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ARS Home » Pacific West Area » Corvallis, Oregon » Horticultural Crops Research Unit » Research » Publications at this Location » Publication #109052


item Scagel, Carolyn
item Linderman, Robert

Submitted to: Journal of Environmental Horticulture
Publication Type: Peer Reviewed Journal
Publication Acceptance Date: 3/1/2000
Publication Date: 6/1/2000
Citation: Scagel, C.F., Linderman, R.G. 2000. Changes in root iaa content and growth of bareroot conifers treated with plant growth regulating substances at planting. Journal of Environmental Horticulture. 18:99-107.

Interpretive Summary: Efficient initiation and growth of roots after transplanting can increase plant survival and decrease production costs of woody ornamental and nursery crops. Understanding how to maintain optimal conditions for the initiation and growth of roots can increase the efficiency of nutrient and water uptake during plant production and allow plants to tolerate more stressful environmental conditions. Our study showed that application of different plant growth regulators (PGRs) or alginate to the roots of bareroot Larix occidentalis, Picea englemannii, Pinus contorta, or Pseudotsuga menzesii modifies root hormone concentrations, root growth, and aboveground growth of bareroot conifers. Although changes in root growth and aboveground growth resulting from the different treatments were specific to the conifer species, PGR materials that stimulated increases in root IAA concentration generally provided the best stimulation of plant growth. We also found that application of a moisture retention gel to roots can increase root growth although by mechanisms associated with changes in root IAA levels. We believe that application of PGRs to roots of conifers as a cultural strategy to increase root growth and plant quality has the potential to be a cost-beneficial method for decreasing losses from the root damage and stress associated with transplanting.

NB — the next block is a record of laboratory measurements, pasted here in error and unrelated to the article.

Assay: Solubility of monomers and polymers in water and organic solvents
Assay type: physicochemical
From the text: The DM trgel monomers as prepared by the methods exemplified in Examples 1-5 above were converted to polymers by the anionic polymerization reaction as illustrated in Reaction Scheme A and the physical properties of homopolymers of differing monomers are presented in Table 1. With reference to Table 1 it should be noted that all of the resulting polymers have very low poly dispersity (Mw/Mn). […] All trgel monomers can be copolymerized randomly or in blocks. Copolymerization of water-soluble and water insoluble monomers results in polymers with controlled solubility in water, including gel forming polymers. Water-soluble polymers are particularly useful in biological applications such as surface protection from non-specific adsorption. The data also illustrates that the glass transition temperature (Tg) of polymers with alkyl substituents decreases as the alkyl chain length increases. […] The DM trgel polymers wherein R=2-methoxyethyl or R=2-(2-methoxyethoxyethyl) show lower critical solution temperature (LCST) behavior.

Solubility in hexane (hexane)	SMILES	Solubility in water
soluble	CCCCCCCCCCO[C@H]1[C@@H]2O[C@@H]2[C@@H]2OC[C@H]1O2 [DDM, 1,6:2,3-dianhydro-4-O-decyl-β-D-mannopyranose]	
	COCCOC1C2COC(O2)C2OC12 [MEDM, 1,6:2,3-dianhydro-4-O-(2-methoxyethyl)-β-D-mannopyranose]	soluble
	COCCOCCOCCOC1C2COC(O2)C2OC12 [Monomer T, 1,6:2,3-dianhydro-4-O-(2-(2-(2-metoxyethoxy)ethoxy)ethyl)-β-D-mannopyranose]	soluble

Technical Abstract: Growth and survival of bareroot plants after transplanting is partially a function of the plant's capacity to produce new roots. We conducted an experiment to determine whether application of plant growth regulators (PGRs) or moisture retention materials could modify IAA concentration in roots, new root growth, and aboveground plant growth. We treated bareroot western larch, Englemann spruce, lodgepole pine, and Douglas-fir with Stimroot, Ethrel, Hormogel, or Alginate immediately before planting into a raised bed in a greenhouse. All treatments increased IAA content in roots of western larch, lodgepole pine, and Douglas-fir, but only Hormogel treatment increased height growth of Englemann spruce. All treatments increased stem diameter growth of western larch, Stimroot increased stem diameter growth rate of Englemann spruce and Douglas-fir, but no treatment influenced stem diameter growth of lodgepole pine. Our results suggest that application of PGRs or other root-promoting materials to the roots of bareroot conifers before planting has the potential to be a cost-beneficial method for increasing root growth and decreasing transplant shock.